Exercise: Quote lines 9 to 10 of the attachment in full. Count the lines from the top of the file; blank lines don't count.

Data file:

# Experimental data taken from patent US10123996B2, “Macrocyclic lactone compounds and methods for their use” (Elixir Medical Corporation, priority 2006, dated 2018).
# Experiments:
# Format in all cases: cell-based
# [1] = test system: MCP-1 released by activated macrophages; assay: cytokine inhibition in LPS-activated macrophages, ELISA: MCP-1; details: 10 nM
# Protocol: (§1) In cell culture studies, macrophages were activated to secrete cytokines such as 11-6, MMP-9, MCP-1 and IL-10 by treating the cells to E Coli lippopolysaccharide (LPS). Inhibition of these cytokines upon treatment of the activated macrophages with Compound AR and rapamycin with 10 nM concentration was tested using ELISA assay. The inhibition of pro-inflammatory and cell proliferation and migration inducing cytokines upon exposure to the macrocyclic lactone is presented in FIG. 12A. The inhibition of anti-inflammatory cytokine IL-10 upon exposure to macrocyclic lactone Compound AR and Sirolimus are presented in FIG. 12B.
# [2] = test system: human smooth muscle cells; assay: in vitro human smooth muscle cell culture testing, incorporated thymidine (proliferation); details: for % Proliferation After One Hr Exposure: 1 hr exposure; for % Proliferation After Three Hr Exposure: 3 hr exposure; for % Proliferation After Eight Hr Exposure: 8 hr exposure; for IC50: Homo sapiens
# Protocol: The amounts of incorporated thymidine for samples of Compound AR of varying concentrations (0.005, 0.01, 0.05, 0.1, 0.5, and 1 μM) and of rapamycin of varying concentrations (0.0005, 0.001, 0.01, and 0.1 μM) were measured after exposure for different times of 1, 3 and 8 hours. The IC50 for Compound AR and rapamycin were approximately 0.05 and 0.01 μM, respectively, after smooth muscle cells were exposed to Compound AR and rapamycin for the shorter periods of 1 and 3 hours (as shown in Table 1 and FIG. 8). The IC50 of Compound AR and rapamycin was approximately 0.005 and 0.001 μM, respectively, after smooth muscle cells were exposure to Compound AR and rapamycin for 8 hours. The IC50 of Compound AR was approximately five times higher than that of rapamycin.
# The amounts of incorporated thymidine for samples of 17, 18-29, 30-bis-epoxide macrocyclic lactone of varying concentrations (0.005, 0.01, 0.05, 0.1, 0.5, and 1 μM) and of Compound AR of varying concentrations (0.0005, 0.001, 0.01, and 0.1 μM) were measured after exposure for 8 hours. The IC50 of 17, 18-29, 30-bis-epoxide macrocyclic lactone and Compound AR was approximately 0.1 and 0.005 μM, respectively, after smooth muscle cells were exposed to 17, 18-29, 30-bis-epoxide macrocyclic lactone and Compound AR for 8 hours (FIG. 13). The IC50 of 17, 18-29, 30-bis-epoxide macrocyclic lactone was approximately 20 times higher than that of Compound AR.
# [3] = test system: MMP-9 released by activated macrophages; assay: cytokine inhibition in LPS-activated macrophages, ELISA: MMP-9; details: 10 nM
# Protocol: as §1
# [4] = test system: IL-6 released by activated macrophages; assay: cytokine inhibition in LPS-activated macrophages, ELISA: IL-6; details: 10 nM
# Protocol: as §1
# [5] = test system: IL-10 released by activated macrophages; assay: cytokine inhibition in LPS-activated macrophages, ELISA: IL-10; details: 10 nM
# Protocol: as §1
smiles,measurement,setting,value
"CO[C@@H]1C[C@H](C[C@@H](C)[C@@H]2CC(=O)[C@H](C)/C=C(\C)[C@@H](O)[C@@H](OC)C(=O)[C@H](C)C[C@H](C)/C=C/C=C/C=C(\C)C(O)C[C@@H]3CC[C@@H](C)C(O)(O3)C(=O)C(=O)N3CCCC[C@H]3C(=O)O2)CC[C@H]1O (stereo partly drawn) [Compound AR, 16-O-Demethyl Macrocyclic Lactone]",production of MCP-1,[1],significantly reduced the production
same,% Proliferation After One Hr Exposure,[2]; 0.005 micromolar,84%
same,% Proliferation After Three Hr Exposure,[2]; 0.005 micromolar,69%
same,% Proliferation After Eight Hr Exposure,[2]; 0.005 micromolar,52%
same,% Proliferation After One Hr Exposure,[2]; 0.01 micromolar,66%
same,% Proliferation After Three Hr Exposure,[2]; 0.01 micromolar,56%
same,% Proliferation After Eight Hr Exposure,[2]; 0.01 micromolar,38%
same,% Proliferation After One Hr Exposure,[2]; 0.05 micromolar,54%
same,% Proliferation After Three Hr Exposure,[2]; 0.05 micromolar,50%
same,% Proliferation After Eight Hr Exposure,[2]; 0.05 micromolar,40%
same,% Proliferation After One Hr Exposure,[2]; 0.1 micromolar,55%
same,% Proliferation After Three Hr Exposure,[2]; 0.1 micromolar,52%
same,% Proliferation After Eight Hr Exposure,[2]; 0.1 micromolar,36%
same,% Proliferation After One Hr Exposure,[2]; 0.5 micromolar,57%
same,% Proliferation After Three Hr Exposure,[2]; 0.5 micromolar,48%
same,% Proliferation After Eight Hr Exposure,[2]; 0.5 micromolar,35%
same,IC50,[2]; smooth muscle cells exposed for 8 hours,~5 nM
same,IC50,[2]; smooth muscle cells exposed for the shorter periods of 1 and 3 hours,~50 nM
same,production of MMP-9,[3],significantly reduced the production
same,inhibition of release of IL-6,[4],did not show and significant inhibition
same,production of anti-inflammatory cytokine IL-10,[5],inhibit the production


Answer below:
# [3] = test system: MMP-9 released by activated macrophages; assay: cytokine inhibition in LPS-activated macrophages, ELISA: MMP-9; details: 10 nM
# Protocol: as §1